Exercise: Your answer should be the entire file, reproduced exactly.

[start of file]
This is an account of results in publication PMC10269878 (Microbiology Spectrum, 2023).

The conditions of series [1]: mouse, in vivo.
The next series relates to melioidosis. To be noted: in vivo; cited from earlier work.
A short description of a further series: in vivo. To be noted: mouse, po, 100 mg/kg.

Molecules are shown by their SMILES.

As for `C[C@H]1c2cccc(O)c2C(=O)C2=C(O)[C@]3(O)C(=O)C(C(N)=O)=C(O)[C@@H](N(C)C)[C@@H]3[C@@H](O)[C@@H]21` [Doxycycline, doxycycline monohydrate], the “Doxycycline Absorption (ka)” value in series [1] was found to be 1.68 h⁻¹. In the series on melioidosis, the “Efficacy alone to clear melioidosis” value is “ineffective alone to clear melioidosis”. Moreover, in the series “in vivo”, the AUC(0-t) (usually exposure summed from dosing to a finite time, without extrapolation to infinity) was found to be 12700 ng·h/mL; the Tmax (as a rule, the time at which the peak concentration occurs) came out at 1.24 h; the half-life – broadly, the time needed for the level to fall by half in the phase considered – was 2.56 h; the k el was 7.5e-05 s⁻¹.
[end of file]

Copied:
This is an account of results in publication PMC10269878 (Microbiology Spectrum, 2023).

The conditions of series [1]: mouse, in vivo.
The next series relates to melioidosis. To be noted: in vivo; cited from earlier work.
A short description of a further series: in vivo. To be noted: mouse, po, 100 mg/kg.

Molecules are shown by their SMILES.

As for `C[C@H]1c2cccc(O)c2C(=O)C2=C(O)[C@]3(O)C(=O)C(C(N)=O)=C(O)[C@@H](N(C)C)[C@@H]3[C@@H](O)[C@@H]21` [Doxycycline, doxycycline monohydrate], the “Doxycycline Absorption (ka)” value in series [1] was found to be 1.68 h⁻¹. In the series on melioidosis, the “Efficacy alone to clear melioidosis” value is “ineffective alone to clear melioidosis”. Moreover, in the series “in vivo”, the AUC(0-t) (usually exposure summed from dosing to a finite time, without extrapolation to infinity) was found to be 12700 ng·h/mL; the Tmax (as a rule, the time at which the peak concentration occurs) came out at 1.24 h; the half-life – broadly, the time needed for the level to fall by half in the phase considered – was 2.56 h; the k el was 7.5e-05 s⁻¹.